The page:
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15 Secrets Your Mail Carrier Won't Tell You About Their Job

Postal employees from around the country share the secrets of the service.

Delivering everything from the bills collecting dust on your kitchen table to the Amazon packages you can't wait to tear into, mail carriers provide an essential service that few homes or businesses could operate without. But, aside from the occasional chitchat, many people don't know much about what it's like to be a mail carrier.

It's a shame, because the job is vastly more interesting than you probably ever thought. With that in mind, here are the secrets mail carriers won't tell you, which may just change the way you think of these unsung heroes who don't let anything stand between you and your online orders.

They carry pepper spray.


You may think your dog is a perfect angel, but your mail carrier has been around the block, so to speak. "I've been chased by dogs—German shepherd, [pit bulls], mutts, etc.," says Reddit user and postal employee @Biggal1017. "[I] once sprayed a jack russell terrier. Felt bad, but rules are rules."

They can make up to almost $60,000 a year.


While being a mail carrier doesn't lead to great wealth, it is a job that pays a living wage. According to recent estimates on the job site Indeed, the average wage of a carrier in the U.S. is $17.36 an hour. However, carriers can make a maximum of $28 an hour, which translates to an annual salary of just under $60,000 before taxes, according to mail carrier and Reddit user @Marpl.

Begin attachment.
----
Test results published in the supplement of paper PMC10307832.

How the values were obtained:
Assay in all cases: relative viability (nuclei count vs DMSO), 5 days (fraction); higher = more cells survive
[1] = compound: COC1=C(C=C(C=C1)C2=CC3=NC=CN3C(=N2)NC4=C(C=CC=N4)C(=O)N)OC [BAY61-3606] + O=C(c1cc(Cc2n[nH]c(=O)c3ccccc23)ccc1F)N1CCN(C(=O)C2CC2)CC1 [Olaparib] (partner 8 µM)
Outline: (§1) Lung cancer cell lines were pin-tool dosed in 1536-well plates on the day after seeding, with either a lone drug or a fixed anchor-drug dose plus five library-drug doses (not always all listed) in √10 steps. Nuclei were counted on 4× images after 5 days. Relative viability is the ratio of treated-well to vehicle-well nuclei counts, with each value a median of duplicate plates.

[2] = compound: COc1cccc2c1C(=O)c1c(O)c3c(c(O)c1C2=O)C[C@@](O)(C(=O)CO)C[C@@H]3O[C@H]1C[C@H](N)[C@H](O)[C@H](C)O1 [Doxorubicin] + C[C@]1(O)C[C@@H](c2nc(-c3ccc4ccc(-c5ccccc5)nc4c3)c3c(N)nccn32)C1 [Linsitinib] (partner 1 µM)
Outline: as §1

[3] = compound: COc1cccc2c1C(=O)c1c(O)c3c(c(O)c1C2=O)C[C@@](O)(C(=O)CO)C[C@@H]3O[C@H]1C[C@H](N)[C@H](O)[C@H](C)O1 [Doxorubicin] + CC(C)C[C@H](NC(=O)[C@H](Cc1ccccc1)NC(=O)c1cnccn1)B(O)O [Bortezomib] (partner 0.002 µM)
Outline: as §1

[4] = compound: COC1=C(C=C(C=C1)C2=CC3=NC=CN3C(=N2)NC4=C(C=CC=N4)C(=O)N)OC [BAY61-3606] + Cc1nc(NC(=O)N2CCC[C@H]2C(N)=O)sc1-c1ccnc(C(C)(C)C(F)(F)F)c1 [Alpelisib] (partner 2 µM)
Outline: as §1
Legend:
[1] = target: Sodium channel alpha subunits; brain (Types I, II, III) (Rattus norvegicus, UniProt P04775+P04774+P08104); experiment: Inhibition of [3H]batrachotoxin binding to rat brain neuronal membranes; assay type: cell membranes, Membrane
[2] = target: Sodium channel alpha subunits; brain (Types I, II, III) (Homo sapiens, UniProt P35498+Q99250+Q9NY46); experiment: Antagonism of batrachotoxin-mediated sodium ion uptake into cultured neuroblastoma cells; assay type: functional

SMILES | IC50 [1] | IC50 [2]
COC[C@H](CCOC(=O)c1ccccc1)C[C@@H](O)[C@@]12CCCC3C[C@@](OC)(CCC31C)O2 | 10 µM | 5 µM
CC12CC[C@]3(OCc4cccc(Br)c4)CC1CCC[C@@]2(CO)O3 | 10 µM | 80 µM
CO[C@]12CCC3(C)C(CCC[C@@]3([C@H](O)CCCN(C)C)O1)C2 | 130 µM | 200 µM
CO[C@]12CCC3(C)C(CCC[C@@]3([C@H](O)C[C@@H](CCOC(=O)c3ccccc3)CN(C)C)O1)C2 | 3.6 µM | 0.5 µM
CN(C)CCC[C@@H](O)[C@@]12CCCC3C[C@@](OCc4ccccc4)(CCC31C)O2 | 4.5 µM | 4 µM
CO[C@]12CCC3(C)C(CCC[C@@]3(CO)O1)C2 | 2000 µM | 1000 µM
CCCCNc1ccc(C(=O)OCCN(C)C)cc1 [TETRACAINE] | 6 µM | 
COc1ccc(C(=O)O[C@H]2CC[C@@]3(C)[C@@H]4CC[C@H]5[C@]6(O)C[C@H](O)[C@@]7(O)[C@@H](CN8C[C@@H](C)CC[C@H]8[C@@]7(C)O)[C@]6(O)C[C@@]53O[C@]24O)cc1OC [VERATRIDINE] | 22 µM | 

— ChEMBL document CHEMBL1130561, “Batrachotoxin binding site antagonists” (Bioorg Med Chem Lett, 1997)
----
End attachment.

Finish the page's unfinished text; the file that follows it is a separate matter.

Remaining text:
They can't accept cash tips.

man taking money out of wallet lies over 40

While it's tempting to slip your mail carrier a few bucks to show your appreciation around the holidays, this is against the rules of the U.S. Postal Service. "Cash and cash equivalents, such as checks or gift cards that can be exchanged for cash, must never be accepted in any amount," the USPS says.

But other types of gifts are allowed.

Mailman and woman talking

While you can't give them cash, there are other ways to show your appreciation. According to USPS regulations, mail carriers may accept gifts from customers as long as they are of a value no greater than $20.